Historians aren't sure where the first chicken originated. The first historical reference to chickens may have occurred in 2000 B.C., in Mesopotamia. This is debatable, as the bird was referred to as "the bird of Meluhha," although scholars admit it is possible the bird was a chicken.
Although inconclusive, another theory concerning the origin of the chicken suggests that chickens may have spread westward from the Indus Valley. This is where the city-states of an ancient civilization carried on a lively trade with the Middle East more than 4,000 years ago. Archaeologists have also recovered chicken bones from Lothal, which was once a great port on the west coast of India, raising the possibility that the birds could have been carried across to the Arabian Peninsula as cargo or provisions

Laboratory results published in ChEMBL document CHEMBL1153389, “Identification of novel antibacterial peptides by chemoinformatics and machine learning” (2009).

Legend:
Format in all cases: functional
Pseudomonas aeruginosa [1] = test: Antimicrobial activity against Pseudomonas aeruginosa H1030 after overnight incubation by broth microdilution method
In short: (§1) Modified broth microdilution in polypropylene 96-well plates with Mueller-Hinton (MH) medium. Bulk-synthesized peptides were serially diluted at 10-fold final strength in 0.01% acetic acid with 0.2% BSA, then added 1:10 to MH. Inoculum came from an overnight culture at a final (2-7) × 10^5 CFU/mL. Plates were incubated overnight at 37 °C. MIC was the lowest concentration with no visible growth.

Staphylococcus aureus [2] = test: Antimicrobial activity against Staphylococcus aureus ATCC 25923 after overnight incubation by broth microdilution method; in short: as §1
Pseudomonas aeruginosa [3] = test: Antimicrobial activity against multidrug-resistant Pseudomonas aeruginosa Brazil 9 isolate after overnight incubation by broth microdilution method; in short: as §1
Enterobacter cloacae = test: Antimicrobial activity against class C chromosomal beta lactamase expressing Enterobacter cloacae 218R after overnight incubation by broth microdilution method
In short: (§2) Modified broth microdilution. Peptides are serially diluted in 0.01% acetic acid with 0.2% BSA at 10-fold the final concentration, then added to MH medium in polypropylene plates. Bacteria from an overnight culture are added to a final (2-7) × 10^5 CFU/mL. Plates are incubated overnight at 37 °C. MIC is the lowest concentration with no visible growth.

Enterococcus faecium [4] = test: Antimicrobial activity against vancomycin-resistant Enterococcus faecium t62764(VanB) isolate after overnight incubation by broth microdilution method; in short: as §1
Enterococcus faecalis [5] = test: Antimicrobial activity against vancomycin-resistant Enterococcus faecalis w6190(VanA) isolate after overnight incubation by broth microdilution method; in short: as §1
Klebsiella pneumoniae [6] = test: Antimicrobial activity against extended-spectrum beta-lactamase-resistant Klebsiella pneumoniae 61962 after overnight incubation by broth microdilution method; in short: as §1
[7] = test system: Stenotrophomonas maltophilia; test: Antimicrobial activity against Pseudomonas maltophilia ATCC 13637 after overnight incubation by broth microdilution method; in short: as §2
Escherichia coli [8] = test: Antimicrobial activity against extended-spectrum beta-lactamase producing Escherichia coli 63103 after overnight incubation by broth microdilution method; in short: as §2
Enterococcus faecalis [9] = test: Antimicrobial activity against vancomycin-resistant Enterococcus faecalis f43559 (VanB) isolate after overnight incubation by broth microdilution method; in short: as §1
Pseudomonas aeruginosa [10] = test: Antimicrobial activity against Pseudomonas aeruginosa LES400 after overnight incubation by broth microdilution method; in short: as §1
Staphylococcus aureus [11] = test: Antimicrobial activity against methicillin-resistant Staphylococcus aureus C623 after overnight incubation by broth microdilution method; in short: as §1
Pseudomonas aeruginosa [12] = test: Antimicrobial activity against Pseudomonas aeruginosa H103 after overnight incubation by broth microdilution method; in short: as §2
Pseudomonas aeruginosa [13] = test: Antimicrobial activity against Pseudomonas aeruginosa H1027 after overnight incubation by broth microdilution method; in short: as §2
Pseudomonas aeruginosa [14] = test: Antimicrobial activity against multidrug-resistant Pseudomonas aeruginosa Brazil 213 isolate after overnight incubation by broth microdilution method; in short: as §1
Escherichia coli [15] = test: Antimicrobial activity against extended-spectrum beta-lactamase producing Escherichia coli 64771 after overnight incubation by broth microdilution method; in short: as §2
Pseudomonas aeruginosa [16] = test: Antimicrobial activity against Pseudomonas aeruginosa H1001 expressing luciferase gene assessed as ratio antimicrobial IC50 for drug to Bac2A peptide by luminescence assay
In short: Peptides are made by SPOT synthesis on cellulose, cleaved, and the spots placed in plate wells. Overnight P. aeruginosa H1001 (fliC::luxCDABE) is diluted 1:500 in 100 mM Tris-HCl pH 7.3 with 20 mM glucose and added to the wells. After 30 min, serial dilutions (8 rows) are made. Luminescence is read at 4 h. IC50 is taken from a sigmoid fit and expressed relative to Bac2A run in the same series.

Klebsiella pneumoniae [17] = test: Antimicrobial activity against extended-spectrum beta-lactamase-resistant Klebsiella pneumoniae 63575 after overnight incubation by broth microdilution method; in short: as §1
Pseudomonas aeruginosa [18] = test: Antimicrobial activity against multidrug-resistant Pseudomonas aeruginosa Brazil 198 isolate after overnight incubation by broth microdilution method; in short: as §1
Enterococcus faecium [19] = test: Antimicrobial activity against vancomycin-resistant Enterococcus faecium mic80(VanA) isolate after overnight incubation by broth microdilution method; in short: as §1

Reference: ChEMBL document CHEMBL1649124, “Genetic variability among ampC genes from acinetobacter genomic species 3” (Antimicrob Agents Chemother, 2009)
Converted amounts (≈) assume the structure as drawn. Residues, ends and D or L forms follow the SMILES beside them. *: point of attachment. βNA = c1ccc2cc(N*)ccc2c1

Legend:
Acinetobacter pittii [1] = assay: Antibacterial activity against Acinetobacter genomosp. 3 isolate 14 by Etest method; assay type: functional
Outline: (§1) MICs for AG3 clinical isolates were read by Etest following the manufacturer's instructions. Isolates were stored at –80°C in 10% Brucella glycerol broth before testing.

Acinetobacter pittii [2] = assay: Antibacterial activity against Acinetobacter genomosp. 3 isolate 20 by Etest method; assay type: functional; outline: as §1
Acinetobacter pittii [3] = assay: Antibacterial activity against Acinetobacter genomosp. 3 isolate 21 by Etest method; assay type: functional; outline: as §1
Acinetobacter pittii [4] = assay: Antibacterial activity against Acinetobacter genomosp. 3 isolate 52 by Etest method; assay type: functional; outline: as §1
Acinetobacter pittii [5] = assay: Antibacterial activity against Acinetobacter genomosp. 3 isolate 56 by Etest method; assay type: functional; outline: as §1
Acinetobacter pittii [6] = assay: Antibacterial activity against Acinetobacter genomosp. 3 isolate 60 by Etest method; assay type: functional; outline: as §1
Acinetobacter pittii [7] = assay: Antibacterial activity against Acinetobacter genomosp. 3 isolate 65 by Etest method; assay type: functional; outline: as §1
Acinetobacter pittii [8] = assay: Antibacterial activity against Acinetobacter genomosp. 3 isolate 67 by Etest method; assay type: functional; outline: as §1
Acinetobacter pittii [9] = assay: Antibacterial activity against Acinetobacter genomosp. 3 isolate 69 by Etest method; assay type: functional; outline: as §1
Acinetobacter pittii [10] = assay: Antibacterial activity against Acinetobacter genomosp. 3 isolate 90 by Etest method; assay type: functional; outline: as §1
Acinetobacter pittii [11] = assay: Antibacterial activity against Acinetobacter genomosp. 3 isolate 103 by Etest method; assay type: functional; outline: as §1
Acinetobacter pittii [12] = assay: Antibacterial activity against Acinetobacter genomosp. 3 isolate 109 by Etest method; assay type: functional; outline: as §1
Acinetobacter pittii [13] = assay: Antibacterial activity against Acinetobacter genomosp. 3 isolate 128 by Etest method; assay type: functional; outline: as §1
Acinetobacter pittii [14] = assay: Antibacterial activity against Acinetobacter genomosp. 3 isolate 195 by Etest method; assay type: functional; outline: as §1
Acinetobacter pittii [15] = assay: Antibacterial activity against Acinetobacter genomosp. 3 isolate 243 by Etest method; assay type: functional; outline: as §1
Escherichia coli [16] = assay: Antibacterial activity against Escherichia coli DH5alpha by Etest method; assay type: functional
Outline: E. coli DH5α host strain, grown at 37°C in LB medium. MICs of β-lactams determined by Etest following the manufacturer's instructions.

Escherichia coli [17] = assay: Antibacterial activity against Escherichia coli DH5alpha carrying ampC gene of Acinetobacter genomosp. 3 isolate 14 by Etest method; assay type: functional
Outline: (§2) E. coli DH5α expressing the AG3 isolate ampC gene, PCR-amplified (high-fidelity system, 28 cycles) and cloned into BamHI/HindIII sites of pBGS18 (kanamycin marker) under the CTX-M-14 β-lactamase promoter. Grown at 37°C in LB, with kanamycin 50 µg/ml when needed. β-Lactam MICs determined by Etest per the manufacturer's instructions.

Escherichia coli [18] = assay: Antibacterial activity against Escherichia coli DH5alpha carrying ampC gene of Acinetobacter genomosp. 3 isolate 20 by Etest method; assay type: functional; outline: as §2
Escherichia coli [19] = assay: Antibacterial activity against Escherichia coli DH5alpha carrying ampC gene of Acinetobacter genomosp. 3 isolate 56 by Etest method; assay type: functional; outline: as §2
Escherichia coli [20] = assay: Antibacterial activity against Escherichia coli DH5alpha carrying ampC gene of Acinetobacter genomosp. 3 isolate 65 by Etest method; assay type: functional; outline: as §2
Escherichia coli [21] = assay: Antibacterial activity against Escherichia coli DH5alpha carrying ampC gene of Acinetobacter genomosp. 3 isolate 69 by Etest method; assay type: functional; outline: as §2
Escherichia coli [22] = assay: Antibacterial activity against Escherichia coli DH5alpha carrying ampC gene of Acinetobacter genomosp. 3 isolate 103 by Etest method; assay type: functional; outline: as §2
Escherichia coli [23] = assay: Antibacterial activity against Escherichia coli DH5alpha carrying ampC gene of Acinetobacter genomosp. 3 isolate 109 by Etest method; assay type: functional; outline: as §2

Religious texts suggest that chickens originated with the creation of the world. In addition, in the Christian Bible, in the book of Matthew, 23:37, Jesus likens his care for the people of Jerusalem to a hen caring for her brood, which suggests that chickens originated before the birth of Christ.
Chickens have played an important role in the civilized world, not only as a source of food, but Romans took chickens into battle with them, and watched their behavior as a sign or ill or good fortune.